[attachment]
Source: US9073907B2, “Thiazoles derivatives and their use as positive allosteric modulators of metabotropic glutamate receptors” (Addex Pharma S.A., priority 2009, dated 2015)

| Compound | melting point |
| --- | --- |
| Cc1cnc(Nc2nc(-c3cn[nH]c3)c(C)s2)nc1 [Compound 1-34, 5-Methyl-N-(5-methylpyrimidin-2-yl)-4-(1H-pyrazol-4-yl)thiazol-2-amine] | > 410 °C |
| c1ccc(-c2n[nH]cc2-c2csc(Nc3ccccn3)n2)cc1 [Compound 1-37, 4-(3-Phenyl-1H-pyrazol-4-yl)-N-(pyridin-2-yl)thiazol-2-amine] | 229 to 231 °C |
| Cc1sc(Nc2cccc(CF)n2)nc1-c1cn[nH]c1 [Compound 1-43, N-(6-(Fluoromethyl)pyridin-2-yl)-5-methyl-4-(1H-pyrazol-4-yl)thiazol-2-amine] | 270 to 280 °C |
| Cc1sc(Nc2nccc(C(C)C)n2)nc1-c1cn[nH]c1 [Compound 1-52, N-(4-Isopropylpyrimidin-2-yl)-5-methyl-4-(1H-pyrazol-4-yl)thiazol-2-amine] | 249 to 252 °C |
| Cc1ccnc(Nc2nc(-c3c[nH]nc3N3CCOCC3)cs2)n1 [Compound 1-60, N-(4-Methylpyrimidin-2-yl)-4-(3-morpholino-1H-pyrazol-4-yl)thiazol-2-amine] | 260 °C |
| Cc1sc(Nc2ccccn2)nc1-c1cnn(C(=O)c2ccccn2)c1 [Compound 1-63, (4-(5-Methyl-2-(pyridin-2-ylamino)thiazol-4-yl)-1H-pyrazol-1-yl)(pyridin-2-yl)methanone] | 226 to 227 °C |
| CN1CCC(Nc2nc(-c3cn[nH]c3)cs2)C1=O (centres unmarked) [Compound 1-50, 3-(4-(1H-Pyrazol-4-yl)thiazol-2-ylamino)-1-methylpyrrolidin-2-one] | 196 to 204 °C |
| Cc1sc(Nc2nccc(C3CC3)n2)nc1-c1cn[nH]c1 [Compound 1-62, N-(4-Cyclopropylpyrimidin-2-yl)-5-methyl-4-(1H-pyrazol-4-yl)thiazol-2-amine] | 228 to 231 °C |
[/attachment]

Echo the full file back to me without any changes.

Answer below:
Source: US9073907B2, “Thiazoles derivatives and their use as positive allosteric modulators of metabotropic glutamate receptors” (Addex Pharma S.A., priority 2009, dated 2015)

| Compound | melting point |
| --- | --- |
| Cc1cnc(Nc2nc(-c3cn[nH]c3)c(C)s2)nc1 [Compound 1-34, 5-Methyl-N-(5-methylpyrimidin-2-yl)-4-(1H-pyrazol-4-yl)thiazol-2-amine] | > 410 °C |
| c1ccc(-c2n[nH]cc2-c2csc(Nc3ccccn3)n2)cc1 [Compound 1-37, 4-(3-Phenyl-1H-pyrazol-4-yl)-N-(pyridin-2-yl)thiazol-2-amine] | 229 to 231 °C |
| Cc1sc(Nc2cccc(CF)n2)nc1-c1cn[nH]c1 [Compound 1-43, N-(6-(Fluoromethyl)pyridin-2-yl)-5-methyl-4-(1H-pyrazol-4-yl)thiazol-2-amine] | 270 to 280 °C |
| Cc1sc(Nc2nccc(C(C)C)n2)nc1-c1cn[nH]c1 [Compound 1-52, N-(4-Isopropylpyrimidin-2-yl)-5-methyl-4-(1H-pyrazol-4-yl)thiazol-2-amine] | 249 to 252 °C |
| Cc1ccnc(Nc2nc(-c3c[nH]nc3N3CCOCC3)cs2)n1 [Compound 1-60, N-(4-Methylpyrimidin-2-yl)-4-(3-morpholino-1H-pyrazol-4-yl)thiazol-2-amine] | 260 °C |
| Cc1sc(Nc2ccccn2)nc1-c1cnn(C(=O)c2ccccn2)c1 [Compound 1-63, (4-(5-Methyl-2-(pyridin-2-ylamino)thiazol-4-yl)-1H-pyrazol-1-yl)(pyridin-2-yl)methanone] | 226 to 227 °C |
| CN1CCC(Nc2nc(-c3cn[nH]c3)cs2)C1=O (centres unmarked) [Compound 1-50, 3-(4-(1H-Pyrazol-4-yl)thiazol-2-ylamino)-1-methylpyrrolidin-2-one] | 196 to 204 °C |
| Cc1sc(Nc2nccc(C3CC3)n2)nc1-c1cn[nH]c1 [Compound 1-62, N-(4-Cyclopropylpyrimidin-2-yl)-5-methyl-4-(1H-pyrazol-4-yl)thiazol-2-amine] | 228 to 231 °C |